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The arts in regional Australia: A research summary

November 29, 2017

The arts in regional Australia: A research summary

November 29, 2017

Overview

The stories of Australia’s regional and remote communities are integral to the fabric of a culturally ambitious nation, and the artistic excellence among regional artists is critical to a vibrant arts sector that reflects Australia’s depth and diversity. Engagement with the arts enriches the lives of regional Australians and creates stronger, healthier and more cohesive communities.

This webpage brings together findings from a number of the Australia Council’s research publications to build the evidence base about regional arts and artists, and engagement with the arts in regional Australia.

Key stories

Click on key stories below or scroll down to read more.

Impacts, attitudes and giving to the arts

From Australia Council 2017, Connecting Australians: Results of the National Arts Participation Survey unless otherwise stated

People living in regional Australia increasingly recognise the positive impacts of the arts on their daily lives and communities.

Impacts of the arts

  • The vast majority of people living in regional Australia recognise positive impacts of the arts in their lives (84%).
  • People in regional Australia are a little less inclined to acknowledge the positive impacts of the arts (84%) than those in metropolitan areas (86%), in line with their slightly lower attendance.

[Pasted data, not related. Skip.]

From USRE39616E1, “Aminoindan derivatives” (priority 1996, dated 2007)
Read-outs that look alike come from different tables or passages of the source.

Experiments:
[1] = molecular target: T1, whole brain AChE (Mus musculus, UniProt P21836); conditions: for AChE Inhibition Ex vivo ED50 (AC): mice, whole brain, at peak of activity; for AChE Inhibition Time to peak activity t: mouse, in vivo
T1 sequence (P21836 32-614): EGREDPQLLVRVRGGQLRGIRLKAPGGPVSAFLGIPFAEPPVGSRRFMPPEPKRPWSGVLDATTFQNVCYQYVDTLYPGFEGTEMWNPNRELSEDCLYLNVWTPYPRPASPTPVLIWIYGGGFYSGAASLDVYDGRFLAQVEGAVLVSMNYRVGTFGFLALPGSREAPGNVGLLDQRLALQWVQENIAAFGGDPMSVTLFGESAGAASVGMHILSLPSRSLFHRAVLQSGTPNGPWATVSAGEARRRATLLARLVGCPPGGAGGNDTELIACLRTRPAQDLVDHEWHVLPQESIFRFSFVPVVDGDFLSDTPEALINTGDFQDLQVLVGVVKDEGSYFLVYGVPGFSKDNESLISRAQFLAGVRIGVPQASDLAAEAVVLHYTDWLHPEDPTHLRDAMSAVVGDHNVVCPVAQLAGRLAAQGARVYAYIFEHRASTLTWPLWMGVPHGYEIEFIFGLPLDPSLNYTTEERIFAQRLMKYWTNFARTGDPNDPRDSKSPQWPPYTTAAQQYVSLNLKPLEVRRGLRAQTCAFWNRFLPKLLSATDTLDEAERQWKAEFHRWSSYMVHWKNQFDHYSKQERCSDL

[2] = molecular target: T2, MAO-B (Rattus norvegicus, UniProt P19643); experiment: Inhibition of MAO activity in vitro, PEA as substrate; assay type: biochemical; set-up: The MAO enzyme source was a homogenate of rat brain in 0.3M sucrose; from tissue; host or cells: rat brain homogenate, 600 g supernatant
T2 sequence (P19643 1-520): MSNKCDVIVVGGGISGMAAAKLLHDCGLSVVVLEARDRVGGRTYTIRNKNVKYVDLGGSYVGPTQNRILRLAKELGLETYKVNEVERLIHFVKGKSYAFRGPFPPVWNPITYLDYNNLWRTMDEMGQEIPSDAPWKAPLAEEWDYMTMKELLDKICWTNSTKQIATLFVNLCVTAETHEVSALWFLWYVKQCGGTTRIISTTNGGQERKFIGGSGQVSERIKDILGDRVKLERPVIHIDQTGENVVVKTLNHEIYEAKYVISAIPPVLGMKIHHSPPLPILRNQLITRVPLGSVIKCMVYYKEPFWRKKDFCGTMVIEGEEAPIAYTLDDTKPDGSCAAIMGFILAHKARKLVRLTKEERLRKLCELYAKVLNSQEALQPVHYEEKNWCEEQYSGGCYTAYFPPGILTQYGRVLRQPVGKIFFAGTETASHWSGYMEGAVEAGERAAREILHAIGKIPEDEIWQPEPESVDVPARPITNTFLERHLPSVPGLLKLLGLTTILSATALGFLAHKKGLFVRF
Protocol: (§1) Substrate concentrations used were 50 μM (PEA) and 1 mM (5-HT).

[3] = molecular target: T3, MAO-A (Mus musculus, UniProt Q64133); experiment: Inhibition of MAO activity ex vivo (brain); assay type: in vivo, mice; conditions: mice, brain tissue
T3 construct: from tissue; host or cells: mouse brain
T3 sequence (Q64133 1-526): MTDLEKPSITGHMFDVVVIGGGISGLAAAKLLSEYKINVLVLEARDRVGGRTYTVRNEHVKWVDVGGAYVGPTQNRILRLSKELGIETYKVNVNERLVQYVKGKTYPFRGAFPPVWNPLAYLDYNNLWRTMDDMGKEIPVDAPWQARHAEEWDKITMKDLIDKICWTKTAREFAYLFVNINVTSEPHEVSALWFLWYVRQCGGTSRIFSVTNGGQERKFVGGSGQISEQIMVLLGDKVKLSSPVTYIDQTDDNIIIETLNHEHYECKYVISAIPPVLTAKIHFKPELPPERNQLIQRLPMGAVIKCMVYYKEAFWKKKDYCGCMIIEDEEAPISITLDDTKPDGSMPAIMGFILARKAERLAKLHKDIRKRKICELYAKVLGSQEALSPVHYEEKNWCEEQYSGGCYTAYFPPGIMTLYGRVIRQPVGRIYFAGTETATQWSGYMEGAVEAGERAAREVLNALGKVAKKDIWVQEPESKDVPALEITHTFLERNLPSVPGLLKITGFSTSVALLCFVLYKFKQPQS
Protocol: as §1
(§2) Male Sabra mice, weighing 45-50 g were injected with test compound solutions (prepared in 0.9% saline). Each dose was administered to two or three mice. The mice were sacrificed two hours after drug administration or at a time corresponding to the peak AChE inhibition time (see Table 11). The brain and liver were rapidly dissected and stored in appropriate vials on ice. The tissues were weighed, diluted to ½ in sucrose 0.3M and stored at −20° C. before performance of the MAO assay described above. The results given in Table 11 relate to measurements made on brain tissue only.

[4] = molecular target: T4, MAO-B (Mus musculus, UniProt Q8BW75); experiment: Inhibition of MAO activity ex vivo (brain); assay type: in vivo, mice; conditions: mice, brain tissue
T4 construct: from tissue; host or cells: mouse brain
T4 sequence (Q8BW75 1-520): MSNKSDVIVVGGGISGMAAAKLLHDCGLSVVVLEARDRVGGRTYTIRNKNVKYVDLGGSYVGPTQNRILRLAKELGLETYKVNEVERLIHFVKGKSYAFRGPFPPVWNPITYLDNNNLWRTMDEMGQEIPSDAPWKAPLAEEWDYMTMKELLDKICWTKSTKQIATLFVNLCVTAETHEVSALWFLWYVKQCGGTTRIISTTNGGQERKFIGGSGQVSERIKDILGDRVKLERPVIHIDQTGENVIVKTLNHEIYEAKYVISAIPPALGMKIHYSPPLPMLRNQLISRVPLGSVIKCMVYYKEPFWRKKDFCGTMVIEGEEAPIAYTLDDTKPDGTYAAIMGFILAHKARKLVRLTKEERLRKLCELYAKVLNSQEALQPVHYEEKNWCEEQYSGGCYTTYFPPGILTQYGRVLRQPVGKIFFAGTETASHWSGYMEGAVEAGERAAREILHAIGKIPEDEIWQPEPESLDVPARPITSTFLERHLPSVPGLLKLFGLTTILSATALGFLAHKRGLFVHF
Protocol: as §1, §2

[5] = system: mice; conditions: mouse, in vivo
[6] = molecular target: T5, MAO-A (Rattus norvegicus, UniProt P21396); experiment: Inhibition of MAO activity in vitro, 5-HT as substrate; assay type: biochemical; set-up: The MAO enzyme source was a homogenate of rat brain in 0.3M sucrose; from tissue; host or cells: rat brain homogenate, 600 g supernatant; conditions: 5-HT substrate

Impacts of the arts for regional Australians

Click here to explore by gender, age and location. Click here to explore by state/territory and region.

In 2016:

  • 7 in 10 people in regional Australia believed the arts had a ‘big’ or ‘very big’ impact on stimulating their minds (68%)
  • almost 7 in 10 believed the arts impact their ability to express themselves (67%), up from 6 in 10 in 2013 (60%)
  • 65% believed the arts impact their ability to think creatively and develop new ideas, up from 57% in 2013
  • 64% believed the arts had a ‘big’ or ‘very big’ impact on child development
  • 62% believed the arts help us understand other people and cultures
  • 57% believed the arts impact our sense of wellbeing and happiness, up from 52% in 2013
  • 57% believed the arts shape and express Australian identity, up from 44% in 2013
  • 42% believed the arts bring customers to local businesses.

Regional Australians’ attitudes to the arts

  • The vast majority of regional Australians have positive attitudes about the value of the arts. They believe the arts reflect and contribute to society, to cultural identity, and to Australia’s international reputation. The arts help give life meaning and regional Australians are proud of our artists.